Prosecutors Indict Liu Xiaobo; Trial To Take Place December 23

December 22, 2009

Prosecutors indicted prominent intellectual Liu Xiaobo on December 10, 2009, and a Beijing court will hold his trial on December 23. Charged with the crime of "inciting subversion," Liu faces up to 15 years in prison for essays he wrote critical of the Chinese government and political system and for participating in Charter 08. Liu's case has been marred from the beginning by apparent violations of Chinese legal protections for criminal suspects. Both the United States and European Union recently called for Liu's release.

The Beijing No. 1 Intermediate People's Court will conduct the trial of prominent intellectual Liu Xiaobo on December 23, 2009, according to a December 21 Chinese Human Rights Defenders (CHRD) article. Prosecutors indicted Liu on December 10, according to a December 11 Radio Free Asia (RFA) article. Mo Shaoping, a defense lawyer whose law firm is handling Liu's case, told RFA that the prosecution's indictment alleges that Liu drafted and organized Charter 08, a document originally signed by more than 300 Chinese citizens and which calls for political reform and greater protection of human rights in China. Liu was taken into custody on December 8, 2008, a day before the charter was released. The charter was posted on the Internet and additional persons have signed the document via e-mail. CHRD reported on December 10 that about 80 percent of the charter's more than 10,000 signers live in mainland China. Authorities have harassed signatories and censored the charter from the Internet. Mo said that the indictment also cites six essays written by Liu from 2005 onward that were posted on overseas Web sites including "Guancha" ( and the British Broadcasting Corporation. Based on the titles of the essays as reported by RFA, Commission staff located copies of the essays on the Internet:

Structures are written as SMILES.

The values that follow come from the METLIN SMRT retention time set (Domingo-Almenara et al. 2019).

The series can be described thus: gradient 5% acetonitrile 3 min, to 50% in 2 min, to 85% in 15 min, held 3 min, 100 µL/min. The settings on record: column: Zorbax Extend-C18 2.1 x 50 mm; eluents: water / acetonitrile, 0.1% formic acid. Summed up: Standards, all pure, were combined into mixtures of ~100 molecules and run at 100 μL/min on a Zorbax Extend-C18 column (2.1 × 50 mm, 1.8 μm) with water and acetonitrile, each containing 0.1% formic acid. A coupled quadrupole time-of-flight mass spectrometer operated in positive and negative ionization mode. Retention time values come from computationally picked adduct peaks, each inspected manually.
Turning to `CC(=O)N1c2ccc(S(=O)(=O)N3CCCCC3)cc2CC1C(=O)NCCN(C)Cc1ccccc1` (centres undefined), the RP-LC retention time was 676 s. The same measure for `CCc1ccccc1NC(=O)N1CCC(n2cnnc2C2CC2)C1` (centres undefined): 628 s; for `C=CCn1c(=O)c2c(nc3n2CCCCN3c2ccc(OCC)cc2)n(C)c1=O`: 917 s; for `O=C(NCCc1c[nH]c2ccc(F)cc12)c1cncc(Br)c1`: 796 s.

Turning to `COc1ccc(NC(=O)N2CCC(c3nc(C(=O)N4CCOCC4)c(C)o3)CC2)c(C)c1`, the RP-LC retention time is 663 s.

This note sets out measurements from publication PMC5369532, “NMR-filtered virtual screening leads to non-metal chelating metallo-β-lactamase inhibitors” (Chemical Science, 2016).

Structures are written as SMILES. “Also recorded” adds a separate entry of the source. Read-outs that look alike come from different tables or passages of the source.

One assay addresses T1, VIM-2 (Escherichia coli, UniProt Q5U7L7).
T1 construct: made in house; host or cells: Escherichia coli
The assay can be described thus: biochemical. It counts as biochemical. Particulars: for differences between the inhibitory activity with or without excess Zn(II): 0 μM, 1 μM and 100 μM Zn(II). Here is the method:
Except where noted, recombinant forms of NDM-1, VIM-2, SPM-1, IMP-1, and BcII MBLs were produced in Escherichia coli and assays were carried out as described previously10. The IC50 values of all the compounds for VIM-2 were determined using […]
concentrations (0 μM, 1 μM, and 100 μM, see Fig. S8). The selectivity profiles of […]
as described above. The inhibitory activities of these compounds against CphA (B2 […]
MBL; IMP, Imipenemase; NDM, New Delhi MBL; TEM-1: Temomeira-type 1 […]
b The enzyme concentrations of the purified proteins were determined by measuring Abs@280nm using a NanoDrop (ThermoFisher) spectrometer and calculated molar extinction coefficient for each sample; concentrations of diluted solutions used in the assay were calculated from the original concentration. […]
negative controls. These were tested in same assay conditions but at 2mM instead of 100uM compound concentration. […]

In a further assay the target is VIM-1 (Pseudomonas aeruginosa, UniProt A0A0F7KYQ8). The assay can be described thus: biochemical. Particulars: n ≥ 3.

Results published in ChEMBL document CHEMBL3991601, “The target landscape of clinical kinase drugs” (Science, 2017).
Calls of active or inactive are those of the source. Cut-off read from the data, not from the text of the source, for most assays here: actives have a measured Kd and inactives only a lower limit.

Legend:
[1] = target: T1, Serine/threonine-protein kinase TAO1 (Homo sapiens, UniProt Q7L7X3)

• "The Chinese Communist Party's Dictatorial Patriotism" (October 3, 2005, posted on Epoch Times' Web site) - Liu argues that the source of a nation's sovereignty is its people and that the government and ruling party are servants of the nation. Therefore, Liu argues, in order for a government to be truly patriotic, it must respect its people and their right to peacefully criticize and oppose their government. Dictatorships, however, according to Liu, pay lip service to patriotism but do not respect or love the main component of a nation—its people.
  • "Can It Be That the Chinese People Are Only Suited To Accepting 'Party-ruled Democracy'?" (January 6, 2006, posted on - Liu critiques the 2005 government white paper Building of Political Democracy in China (via Xinhua) and criticizes its claim that it places authority in the people; instead Liu coins the term "party-ruled democracy" to describe the Chinese Communist Party's dictatorship and approach toward democracy. Liu also discusses recent history including the Chinese government's violent suppression of the 1989 Tiananmen protests.
  • "Changing State Power Through Changing Society" (February 26, 2006, posted on - Liu discusses how societal changes in the post-Mao era in the relationship between citizens and the state has improved prospects for political reform and urges a gradual, non-violent approach in the pursuit of a liberal democracy.
  • "The Multi-faceted Dictatorship of the Chinese Communist Party" (March 13, 2006, originally on, posted on Epoch Times' Web site) - Liu discusses how the Communist Party has maintained political control, despite the sudden decline in the popularity of the Party's ideology after the events of June 1989, by appealing to the economic self-interests of elites, business people, and officials and entangling them in corruption, bribery, and tax evasion which "autocrats" can use to punish them at any time.
  • "The Negative Effects of the Rise of the Chinese Communist Party on Democratization in the World" (May 6, 2006, posted on Epoch Times' Web site) - Liu calls the Chinese Communist Party one of the largest obstacles to democratization around the world for, among other things, using the prospect of energy cooperation to build closer relations with Iran and other countries that oppose the United States and the West, using "dollar diplomacy" to extract political concessions from free countries in Europe, and pressuring American companies to restrict freedom of expression to gain access to the Chinese market.